This comes along with a brand refresh of its new logo for Mars' confectionery and pet-care divisions. Mars owns brands such as Snickers, Twix, Starburst, Uncle Ben's Whiskas, Wrigley and many others, including its pet care products. On its site, the manufacturer said that it houses 115,000 associates and aims to "make a difference" in the world, with a focus on societal issues such as climate change and worker conditions.
In a statement to Adweek, Andy Pharoah, the company’s vp of corporate affairs, strategic initiatives and sustainability said the revamp came from a “very strong belief that to be successful in the long term, Mars needed to be as differentiated as its individual business units and brands were.” He added that while it was not a marketing move, it was a “corporate approach to make it known” what Mars stands for.
Florian Wastl, corporate and government affairs professional, director public affairs of Mars Europe, posted on Twitter the flag of Mars' new logo and brand purpose statement outside the Brussels office.
Grant Reid, Mars CEO said on Mars' Twitter account that the reason behind the new brand purpose was to challenge the brand to do business in a way that creates benefits for both the company and the society.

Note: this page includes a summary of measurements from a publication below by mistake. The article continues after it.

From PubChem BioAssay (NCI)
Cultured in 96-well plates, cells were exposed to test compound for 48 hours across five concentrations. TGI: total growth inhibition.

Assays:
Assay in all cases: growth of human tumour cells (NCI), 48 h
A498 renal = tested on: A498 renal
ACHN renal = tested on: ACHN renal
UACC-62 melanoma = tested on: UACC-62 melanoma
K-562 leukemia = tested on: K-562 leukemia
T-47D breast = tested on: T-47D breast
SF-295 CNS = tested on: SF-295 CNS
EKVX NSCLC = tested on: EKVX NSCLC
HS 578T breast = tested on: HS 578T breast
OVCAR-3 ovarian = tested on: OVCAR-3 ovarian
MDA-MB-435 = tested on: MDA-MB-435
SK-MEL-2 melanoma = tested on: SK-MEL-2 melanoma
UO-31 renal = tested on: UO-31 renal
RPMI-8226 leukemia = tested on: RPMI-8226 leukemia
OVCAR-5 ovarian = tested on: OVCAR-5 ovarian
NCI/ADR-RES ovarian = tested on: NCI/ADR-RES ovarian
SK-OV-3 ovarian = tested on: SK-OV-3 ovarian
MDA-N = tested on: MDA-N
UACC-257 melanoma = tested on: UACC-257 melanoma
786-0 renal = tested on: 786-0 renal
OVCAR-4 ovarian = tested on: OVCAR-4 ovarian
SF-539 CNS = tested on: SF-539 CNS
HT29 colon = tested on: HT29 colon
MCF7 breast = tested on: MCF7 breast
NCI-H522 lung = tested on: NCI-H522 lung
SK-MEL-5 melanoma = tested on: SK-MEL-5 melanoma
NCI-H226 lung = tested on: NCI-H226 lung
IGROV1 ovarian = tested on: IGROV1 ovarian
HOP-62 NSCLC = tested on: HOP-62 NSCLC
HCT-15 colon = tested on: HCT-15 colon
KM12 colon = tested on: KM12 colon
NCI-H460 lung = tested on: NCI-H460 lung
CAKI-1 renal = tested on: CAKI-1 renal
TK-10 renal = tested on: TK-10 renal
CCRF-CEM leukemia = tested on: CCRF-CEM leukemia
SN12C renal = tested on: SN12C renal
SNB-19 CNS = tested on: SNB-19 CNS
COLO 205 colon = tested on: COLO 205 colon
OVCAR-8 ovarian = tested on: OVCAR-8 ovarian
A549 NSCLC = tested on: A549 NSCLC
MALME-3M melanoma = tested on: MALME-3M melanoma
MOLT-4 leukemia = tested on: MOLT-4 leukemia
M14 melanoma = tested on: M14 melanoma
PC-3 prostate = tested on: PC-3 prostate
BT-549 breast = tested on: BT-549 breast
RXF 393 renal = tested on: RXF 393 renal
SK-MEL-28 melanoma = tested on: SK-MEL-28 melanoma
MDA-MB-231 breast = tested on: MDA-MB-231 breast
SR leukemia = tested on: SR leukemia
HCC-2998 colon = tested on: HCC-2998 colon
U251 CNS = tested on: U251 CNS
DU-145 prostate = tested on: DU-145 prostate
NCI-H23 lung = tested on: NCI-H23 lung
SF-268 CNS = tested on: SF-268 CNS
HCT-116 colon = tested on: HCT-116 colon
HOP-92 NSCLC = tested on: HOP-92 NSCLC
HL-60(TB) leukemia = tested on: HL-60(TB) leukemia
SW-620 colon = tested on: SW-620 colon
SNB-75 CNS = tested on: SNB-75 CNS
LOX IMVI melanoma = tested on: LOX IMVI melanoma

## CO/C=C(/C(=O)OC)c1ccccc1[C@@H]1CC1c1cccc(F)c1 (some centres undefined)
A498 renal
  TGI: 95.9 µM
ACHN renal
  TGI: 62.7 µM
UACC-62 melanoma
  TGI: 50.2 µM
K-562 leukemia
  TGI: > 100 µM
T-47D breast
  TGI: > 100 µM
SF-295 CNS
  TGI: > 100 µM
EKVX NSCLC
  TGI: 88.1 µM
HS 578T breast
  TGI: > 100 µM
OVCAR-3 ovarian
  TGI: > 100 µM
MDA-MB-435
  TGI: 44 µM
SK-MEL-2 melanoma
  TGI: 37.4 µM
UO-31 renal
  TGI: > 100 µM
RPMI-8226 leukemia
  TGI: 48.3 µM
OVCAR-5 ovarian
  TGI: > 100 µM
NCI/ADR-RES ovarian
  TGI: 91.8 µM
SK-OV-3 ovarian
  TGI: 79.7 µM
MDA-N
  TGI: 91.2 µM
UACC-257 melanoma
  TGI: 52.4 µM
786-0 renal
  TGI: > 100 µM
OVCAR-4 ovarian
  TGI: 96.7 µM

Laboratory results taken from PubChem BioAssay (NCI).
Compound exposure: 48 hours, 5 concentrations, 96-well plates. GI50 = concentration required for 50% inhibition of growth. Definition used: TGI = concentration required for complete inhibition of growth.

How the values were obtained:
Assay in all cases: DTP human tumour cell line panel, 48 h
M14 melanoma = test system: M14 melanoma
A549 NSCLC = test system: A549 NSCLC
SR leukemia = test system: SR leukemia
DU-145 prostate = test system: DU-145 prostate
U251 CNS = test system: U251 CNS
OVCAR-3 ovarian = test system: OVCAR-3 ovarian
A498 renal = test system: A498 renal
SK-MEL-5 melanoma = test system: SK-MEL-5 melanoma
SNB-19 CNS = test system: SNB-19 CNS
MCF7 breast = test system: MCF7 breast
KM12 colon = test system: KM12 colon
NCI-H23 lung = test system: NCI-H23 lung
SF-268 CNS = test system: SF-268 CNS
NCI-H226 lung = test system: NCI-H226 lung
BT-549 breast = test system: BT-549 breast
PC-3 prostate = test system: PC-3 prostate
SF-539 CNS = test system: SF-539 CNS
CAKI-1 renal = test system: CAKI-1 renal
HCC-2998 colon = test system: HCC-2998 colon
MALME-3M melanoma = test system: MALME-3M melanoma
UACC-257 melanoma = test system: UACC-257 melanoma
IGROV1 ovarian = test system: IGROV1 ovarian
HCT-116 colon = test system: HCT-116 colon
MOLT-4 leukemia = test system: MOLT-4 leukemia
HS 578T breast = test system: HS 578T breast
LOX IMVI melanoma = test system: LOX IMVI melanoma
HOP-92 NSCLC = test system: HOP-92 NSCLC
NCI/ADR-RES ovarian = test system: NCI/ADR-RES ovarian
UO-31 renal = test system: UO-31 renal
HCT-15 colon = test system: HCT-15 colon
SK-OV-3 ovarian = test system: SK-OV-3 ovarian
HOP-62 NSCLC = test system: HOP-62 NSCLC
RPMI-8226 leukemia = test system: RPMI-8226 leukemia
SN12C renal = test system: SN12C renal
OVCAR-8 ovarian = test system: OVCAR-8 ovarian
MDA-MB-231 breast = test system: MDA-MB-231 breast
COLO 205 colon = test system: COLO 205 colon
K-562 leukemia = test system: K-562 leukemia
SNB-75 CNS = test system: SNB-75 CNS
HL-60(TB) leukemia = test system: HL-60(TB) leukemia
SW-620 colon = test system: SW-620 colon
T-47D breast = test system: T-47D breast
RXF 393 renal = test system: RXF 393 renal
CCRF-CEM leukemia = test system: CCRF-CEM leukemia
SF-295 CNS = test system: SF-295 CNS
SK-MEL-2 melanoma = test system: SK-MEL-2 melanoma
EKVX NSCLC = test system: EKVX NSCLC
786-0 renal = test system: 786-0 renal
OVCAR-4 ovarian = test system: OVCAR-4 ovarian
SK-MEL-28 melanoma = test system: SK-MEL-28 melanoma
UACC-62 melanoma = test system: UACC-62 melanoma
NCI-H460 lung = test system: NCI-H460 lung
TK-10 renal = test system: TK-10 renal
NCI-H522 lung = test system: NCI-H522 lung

In a conversation with Marketing last year, Andrew Clarke, global president of Mars Wrigley Confectionery who has been with the company for 18 years, explained that when it comes to marketing, the company is always being evidence-based. For Mars, understanding how the brand can convert their reach into transactions is critical. Currently, the brand is spending about 30 to 35% of its media budget on digital, with an expectation for increase. Meanwhile, 20% of the budget is kept aside for innovation.
Most recently, Mars also consolidated its global media planning and buying duties into MediaCom. This account, worth £1.4 billion globally, is effective on 1 January 2019, with a transition period running until December 2018. Clarke in a statement to Marketing had then said, it is important for the company to build a “partnership” with the agency of choice” and for the agency to have the best talent, with an ability collaborate with Mars and its ‘crazy’ agencies,” he added.